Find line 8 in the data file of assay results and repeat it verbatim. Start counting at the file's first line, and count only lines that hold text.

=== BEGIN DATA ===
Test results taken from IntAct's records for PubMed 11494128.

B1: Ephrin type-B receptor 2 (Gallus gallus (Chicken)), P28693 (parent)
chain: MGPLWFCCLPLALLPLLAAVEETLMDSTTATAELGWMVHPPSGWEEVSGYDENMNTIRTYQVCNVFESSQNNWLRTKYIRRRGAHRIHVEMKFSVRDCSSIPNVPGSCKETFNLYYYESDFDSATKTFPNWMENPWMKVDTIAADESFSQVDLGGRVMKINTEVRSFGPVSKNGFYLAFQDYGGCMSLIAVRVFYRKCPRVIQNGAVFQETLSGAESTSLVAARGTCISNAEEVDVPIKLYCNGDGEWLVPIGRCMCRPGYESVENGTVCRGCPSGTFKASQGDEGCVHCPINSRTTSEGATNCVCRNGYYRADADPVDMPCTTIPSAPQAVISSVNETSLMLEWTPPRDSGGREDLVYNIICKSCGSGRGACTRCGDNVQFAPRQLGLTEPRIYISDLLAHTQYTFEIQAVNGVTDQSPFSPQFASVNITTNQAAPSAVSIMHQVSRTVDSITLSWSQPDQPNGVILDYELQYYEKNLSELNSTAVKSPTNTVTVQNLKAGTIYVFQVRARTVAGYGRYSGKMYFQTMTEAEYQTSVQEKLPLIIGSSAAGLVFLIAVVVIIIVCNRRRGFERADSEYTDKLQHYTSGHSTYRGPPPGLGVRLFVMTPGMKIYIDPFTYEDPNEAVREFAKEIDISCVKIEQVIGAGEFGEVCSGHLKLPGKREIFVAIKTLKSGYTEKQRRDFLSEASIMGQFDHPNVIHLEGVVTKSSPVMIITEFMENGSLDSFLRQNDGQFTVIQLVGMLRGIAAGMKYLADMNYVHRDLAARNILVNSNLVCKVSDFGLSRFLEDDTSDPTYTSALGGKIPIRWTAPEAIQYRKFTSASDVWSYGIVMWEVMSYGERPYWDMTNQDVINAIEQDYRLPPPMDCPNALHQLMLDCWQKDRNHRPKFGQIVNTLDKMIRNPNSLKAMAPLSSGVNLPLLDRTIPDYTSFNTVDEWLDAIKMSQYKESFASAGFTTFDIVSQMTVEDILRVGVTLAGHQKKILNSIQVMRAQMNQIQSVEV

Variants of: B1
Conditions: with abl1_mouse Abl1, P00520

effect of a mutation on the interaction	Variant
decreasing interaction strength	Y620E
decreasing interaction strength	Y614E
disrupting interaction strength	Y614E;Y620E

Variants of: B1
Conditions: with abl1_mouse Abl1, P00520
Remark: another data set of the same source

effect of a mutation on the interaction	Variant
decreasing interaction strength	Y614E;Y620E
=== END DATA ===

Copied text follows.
decreasing interaction strength	Y614E